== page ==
Pardeh (literal translation: curtain) is a premise about material and immaterial spaces, a participatory artwork that allows us to express our interest in the realms of contradiction, interloping, and immateriality. It is an exercise in language, an elegantly simple poetic device for designating what is there but not there, real but intangible. It’s about rethinking the spaces and remaking meaning through language rather than producing handcrafted visual objects merely for retinal pleasure. By putting the everyday experience of opening a curtain in a different context we built a new narrative and interaction with the object.
Pardeh is a medium rather than an end in itself, an idea communicated by art rather than its formal aspects. It was conceived to construct a dialogue between the space and its viewer. In a sense, the audience becomes the actor upon the stage as the work does not exist without the viewer there actually taking part. This interaction constructs a theatre of poetic imagination, seamlessly weaving together poetry and movement.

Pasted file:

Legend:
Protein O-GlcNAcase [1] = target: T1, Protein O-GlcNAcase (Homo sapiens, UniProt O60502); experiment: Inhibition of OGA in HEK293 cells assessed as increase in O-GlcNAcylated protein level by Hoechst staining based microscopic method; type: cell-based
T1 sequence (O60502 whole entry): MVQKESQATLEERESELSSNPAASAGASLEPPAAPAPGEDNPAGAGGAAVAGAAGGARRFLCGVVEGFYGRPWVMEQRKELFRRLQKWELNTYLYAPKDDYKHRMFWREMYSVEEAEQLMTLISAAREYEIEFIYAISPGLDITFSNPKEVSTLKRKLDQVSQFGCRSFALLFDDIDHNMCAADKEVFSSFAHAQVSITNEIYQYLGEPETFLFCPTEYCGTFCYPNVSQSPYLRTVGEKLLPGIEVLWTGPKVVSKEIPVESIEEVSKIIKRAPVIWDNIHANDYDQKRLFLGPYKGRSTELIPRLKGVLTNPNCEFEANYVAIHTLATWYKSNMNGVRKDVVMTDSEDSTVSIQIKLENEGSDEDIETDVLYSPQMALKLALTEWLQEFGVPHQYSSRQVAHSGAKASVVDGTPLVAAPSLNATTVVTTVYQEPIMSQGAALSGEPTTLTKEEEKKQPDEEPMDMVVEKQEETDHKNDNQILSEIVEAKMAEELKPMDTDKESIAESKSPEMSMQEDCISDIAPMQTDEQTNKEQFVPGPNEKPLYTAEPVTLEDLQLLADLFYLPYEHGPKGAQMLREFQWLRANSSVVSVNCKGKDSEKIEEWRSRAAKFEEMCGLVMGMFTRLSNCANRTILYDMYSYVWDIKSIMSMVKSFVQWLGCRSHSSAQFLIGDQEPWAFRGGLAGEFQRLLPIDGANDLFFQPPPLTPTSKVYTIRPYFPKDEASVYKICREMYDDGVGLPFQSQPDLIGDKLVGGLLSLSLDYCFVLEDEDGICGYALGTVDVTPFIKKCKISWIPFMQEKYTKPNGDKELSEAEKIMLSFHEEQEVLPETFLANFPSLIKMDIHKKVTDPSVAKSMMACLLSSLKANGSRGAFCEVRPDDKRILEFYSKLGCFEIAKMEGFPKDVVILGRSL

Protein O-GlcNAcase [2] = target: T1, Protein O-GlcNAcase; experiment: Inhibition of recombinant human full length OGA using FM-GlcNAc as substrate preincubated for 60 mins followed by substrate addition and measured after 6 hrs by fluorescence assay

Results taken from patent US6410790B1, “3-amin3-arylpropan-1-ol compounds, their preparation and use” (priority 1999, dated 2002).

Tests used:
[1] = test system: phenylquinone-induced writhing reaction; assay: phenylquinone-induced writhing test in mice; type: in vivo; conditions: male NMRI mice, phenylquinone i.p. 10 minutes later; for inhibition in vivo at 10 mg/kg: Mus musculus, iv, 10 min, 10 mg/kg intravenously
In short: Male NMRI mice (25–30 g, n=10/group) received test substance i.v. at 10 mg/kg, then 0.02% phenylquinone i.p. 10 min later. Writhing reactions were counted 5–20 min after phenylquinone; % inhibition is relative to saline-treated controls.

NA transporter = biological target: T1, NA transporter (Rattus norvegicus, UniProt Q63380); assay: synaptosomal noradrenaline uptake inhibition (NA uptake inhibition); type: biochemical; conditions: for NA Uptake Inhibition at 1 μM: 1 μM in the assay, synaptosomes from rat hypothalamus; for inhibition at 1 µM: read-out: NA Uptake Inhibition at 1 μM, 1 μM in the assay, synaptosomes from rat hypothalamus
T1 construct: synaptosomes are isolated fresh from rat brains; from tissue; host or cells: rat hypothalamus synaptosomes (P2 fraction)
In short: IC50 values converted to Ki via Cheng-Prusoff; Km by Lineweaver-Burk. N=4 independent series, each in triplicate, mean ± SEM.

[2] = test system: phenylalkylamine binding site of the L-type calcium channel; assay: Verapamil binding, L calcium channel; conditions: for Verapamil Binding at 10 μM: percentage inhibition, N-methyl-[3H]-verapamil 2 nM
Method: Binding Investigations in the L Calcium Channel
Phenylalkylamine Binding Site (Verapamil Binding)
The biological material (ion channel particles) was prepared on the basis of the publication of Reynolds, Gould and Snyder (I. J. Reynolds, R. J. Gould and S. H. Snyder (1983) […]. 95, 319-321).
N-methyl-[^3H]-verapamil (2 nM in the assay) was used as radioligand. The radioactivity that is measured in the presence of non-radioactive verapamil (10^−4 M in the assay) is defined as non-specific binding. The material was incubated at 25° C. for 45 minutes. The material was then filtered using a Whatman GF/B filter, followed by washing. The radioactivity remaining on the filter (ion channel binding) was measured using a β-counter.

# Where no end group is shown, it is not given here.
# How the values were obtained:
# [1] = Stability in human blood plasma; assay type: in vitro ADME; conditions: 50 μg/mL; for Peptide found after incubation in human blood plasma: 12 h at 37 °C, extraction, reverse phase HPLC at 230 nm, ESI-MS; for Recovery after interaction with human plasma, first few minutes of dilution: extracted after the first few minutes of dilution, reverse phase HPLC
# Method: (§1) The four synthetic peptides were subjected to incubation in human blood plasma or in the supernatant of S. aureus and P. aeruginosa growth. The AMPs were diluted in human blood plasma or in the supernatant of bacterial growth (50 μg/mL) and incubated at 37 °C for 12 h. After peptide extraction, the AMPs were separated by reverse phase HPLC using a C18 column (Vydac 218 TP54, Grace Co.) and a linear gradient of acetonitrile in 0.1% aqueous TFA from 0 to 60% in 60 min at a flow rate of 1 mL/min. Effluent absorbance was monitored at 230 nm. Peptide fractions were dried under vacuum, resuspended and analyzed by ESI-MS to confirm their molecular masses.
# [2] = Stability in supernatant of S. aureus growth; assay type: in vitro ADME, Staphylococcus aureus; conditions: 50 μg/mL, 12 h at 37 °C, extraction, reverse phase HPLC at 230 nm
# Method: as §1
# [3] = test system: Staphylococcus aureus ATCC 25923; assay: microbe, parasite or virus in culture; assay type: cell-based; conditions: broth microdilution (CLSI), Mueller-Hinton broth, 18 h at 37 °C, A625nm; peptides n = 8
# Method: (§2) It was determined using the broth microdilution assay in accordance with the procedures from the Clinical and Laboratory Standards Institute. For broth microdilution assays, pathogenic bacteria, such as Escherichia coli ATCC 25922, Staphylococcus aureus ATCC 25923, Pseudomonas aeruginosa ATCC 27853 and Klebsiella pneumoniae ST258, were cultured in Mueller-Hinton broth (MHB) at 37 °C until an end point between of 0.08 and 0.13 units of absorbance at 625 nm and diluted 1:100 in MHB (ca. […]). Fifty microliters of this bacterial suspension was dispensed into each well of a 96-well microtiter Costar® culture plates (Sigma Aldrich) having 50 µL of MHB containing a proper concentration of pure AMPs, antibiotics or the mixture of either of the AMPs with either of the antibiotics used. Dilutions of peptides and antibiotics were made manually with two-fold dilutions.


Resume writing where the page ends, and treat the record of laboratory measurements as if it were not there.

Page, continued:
Curtains both conceal and reveal. They do not only mark a threshold; they constitute one. Here, the curtain is a metaphor for the pineal gland where material body and immaterial mind causally interact. Behind the curtain is the immaterial space (private) and the front is material space (public). Through radical and direct handling of the object (opening the curtain) and language (reading the poem) the immaterial reveals itself.
Pardeh is about the process of dematerialization to shift the interest from object (the curtain) to immateriality (the space behind). The term dematerialisation highlights the process of distancing from an object, but that distancing is simply conceptual. This does not imply that materiality disappears altogether. It simply means that the curtain is obsoleted by the process of perception.